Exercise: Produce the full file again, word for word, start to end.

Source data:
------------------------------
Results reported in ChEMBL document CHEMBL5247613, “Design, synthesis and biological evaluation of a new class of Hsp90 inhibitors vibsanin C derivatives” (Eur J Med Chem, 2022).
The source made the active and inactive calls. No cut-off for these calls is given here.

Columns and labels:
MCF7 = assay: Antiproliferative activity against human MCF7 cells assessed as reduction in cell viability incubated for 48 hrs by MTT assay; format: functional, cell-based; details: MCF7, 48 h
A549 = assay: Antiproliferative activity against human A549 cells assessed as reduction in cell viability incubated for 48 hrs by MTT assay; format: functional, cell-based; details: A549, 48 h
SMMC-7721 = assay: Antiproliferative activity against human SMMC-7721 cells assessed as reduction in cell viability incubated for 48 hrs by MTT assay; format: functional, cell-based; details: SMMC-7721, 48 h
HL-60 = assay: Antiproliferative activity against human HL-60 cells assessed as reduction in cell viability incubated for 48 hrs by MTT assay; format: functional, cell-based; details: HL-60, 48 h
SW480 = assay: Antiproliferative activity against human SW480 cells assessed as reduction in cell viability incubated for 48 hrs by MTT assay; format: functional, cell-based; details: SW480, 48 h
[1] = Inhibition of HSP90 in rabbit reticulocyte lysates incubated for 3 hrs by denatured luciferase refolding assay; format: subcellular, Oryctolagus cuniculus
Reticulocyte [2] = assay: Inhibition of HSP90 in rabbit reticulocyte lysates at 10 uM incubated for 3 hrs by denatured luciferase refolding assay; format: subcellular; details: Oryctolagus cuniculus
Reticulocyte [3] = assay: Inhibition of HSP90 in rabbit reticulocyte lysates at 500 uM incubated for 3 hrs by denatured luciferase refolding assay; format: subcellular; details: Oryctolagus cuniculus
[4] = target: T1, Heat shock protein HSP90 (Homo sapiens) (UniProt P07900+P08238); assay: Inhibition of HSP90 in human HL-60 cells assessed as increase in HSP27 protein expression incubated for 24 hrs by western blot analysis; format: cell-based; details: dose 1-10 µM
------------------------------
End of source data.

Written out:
Results reported in ChEMBL document CHEMBL5247613, “Design, synthesis and biological evaluation of a new class of Hsp90 inhibitors vibsanin C derivatives” (Eur J Med Chem, 2022).
The source made the active and inactive calls. No cut-off for these calls is given here.

Columns and labels:
MCF7 = assay: Antiproliferative activity against human MCF7 cells assessed as reduction in cell viability incubated for 48 hrs by MTT assay; format: functional, cell-based; details: MCF7, 48 h
A549 = assay: Antiproliferative activity against human A549 cells assessed as reduction in cell viability incubated for 48 hrs by MTT assay; format: functional, cell-based; details: A549, 48 h
SMMC-7721 = assay: Antiproliferative activity against human SMMC-7721 cells assessed as reduction in cell viability incubated for 48 hrs by MTT assay; format: functional, cell-based; details: SMMC-7721, 48 h
HL-60 = assay: Antiproliferative activity against human HL-60 cells assessed as reduction in cell viability incubated for 48 hrs by MTT assay; format: functional, cell-based; details: HL-60, 48 h
SW480 = assay: Antiproliferative activity against human SW480 cells assessed as reduction in cell viability incubated for 48 hrs by MTT assay; format: functional, cell-based; details: SW480, 48 h
[1] = Inhibition of HSP90 in rabbit reticulocyte lysates incubated for 3 hrs by denatured luciferase refolding assay; format: subcellular, Oryctolagus cuniculus
Reticulocyte [2] = assay: Inhibition of HSP90 in rabbit reticulocyte lysates at 10 uM incubated for 3 hrs by denatured luciferase refolding assay; format: subcellular; details: Oryctolagus cuniculus
Reticulocyte [3] = assay: Inhibition of HSP90 in rabbit reticulocyte lysates at 500 uM incubated for 3 hrs by denatured luciferase refolding assay; format: subcellular; details: Oryctolagus cuniculus
[4] = target: T1, Heat shock protein HSP90 (Homo sapiens) (UniProt P07900+P08238); assay: Inhibition of HSP90 in human HL-60 cells assessed as increase in HSP27 protein expression incubated for 24 hrs by western blot analysis; format: cell-based; details: dose 1-10 µM